Peres Jepchirchir, photo courtesy of TCS 10k
I write this from London, England. As I was setting up my ibook, I found a note from Bob Ramsak, one of the true pilgrims of athletics. Bob wrote the following piece on the top elite athletes racing in Bengaluru, India.
Peres Jepchirchir was not even selected on her Kenyan World Champs team for Cardiff, she was a final selection. Peres then went on to win the World Half Marathon title!
Good luck to all of the runners in Bengaluru, India in the TCS 10k!
World champion Jepchirchir to lead field for TCS World 10K in Bengaluru
– Ninth edition of world’s premiere 10k race set for Sunday, May 15
– Total prize money purse increased to US$ 197,768
– 2015 men’s winner Mosinet Geremew returning to defend
Bengaluru, India – Freshly minted world half marathon champion Peres Jepchirchir will lead another stellar field at the TCS World 10K in Bengaluru on Sunday May 15, organisers of the world’s premiere 10km race announced today.
The 22-year-old Kenyan produced one of the biggest surprises of 2016 when she captured the world title at the IAAF World Half Marathon championships in Cardiff on March 26 to catapult herself to the forefront of the world road running stage. That victory has given the rising star a necessary confidence boost as she enters the next phase of her career, which includes facing another formidable field in her first race in India.
“I am slowly getting used to it,” she said of her new role as a world champion. “It still feels strange, but very good!”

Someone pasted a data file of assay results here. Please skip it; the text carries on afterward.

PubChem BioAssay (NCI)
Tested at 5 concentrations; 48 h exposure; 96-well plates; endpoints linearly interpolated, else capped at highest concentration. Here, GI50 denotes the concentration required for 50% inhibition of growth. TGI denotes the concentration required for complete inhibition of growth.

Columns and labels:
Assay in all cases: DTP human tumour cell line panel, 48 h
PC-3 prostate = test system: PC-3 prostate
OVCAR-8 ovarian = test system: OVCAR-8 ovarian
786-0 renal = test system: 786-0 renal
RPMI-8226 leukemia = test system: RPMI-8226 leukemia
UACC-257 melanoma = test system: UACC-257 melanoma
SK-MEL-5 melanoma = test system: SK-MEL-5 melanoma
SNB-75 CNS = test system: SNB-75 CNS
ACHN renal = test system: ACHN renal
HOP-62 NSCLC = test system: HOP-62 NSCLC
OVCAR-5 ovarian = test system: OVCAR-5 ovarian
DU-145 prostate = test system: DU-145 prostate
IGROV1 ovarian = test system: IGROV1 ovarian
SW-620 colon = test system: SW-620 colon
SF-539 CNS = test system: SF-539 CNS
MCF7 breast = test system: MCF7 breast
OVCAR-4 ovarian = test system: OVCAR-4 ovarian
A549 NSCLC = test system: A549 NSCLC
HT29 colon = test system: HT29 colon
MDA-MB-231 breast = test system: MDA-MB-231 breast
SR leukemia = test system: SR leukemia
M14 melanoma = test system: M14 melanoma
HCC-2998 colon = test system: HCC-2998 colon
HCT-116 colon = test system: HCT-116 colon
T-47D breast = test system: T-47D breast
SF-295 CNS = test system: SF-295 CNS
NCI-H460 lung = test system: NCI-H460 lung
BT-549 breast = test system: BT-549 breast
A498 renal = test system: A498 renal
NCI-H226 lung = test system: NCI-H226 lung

A party in her honour that awaited her back home in Kapsabet probably helped the new superlative sink in.
“When I returned to Kenya from Cardiff my church community organised a party for me with more than 100 people. It was a fantastic moment, we danced and sang and celebrated God who gave me the strength to win.”
Jepchirchir arrived at the championships with solid credentials, boosted by a 1:06:39run at the Ras Al Khaimah Half Marathon in January. But expectations weren’t high, her own or those of others. She was only fourth in Ras Al Khaimah, finishing behind two runners she would face again in Cardiff, and was just the third fastest on the Kenyan squad.
But all that mattered little when she pulled away from teammate Cynthia Limo over the final kilometre to claim her first world title. Running through a downpour didn’t seem to affect her much, either.
“Winning Cardiff improved my self-esteem and convinced me that a good constant training and professionalism are essential to reach the best goals. It was also a great motivation for me.”
Expectations will now change each time she toes a start line, a new dimension Jepchirchir welcomes.
“I don’t think [being a world champion] will add a lot of pressure but it will surely be more challenging. My career and experience has taught me that if you feel confident in your training you cannot fear the other runners, but you must simply give your best.”
Despite her global achievement this year, 10km might be her better distance. She has a personal best of 30:55 from 2015, which suggests that an assault on the 31:46 TCS World 10K course record set by Lucy Kabuu in 2014 could be in the works.